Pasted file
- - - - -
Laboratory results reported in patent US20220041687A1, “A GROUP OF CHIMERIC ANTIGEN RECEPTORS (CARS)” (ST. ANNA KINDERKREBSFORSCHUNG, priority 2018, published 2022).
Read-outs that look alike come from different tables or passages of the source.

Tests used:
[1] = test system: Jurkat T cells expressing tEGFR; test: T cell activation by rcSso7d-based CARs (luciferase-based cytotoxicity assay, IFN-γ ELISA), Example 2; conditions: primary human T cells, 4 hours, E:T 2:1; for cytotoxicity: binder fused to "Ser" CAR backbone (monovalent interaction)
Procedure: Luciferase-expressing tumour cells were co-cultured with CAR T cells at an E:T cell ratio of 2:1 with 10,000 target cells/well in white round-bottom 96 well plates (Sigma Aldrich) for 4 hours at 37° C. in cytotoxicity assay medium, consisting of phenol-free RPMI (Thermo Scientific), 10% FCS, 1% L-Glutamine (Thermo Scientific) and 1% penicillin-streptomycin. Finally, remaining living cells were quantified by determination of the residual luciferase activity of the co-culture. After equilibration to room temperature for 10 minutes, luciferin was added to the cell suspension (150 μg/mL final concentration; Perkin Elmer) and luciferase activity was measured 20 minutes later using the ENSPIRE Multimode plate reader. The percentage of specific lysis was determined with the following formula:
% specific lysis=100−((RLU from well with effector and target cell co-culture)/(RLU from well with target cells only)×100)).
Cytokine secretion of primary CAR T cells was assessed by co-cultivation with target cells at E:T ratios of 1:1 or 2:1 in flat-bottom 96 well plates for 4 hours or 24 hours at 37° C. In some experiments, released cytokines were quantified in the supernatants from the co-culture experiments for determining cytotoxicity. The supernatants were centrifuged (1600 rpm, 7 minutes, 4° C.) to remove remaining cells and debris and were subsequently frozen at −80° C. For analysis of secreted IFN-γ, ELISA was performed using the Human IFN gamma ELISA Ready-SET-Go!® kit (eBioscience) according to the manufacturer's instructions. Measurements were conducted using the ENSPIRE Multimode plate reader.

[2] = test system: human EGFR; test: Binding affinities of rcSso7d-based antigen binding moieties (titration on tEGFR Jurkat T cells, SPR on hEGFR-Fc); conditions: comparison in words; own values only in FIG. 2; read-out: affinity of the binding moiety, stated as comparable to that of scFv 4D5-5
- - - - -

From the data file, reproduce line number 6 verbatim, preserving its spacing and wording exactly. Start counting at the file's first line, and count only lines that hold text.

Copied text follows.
% specific lysis=100−((RLU from well with effector and target cell co-culture)/(RLU from well with target cells only)×100)).